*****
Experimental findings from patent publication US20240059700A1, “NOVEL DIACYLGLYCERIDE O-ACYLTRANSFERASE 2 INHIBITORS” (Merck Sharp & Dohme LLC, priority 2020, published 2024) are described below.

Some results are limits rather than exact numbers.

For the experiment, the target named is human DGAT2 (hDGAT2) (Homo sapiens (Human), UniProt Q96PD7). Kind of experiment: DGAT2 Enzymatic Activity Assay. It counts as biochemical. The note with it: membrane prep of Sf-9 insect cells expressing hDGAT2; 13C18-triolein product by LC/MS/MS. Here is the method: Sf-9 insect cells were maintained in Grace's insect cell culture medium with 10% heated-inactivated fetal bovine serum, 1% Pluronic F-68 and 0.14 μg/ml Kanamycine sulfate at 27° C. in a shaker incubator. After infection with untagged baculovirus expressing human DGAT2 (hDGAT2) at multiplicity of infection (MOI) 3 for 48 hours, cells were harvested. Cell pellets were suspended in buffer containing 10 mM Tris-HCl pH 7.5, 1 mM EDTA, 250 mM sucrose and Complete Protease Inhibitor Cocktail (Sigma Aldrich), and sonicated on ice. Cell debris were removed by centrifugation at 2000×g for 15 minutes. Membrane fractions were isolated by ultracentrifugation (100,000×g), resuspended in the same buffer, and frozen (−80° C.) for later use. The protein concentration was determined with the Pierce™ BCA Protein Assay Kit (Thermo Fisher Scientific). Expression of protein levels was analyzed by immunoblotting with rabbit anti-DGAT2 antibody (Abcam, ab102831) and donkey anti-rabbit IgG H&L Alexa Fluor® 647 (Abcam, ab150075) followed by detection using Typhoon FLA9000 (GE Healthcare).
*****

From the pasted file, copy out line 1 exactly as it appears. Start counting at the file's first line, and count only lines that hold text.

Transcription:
Experimental findings from patent publication US20240059700A1, “NOVEL DIACYLGLYCERIDE O-ACYLTRANSFERASE 2 INHIBITORS” (Merck Sharp & Dohme LLC, priority 2020, published 2024) are described below.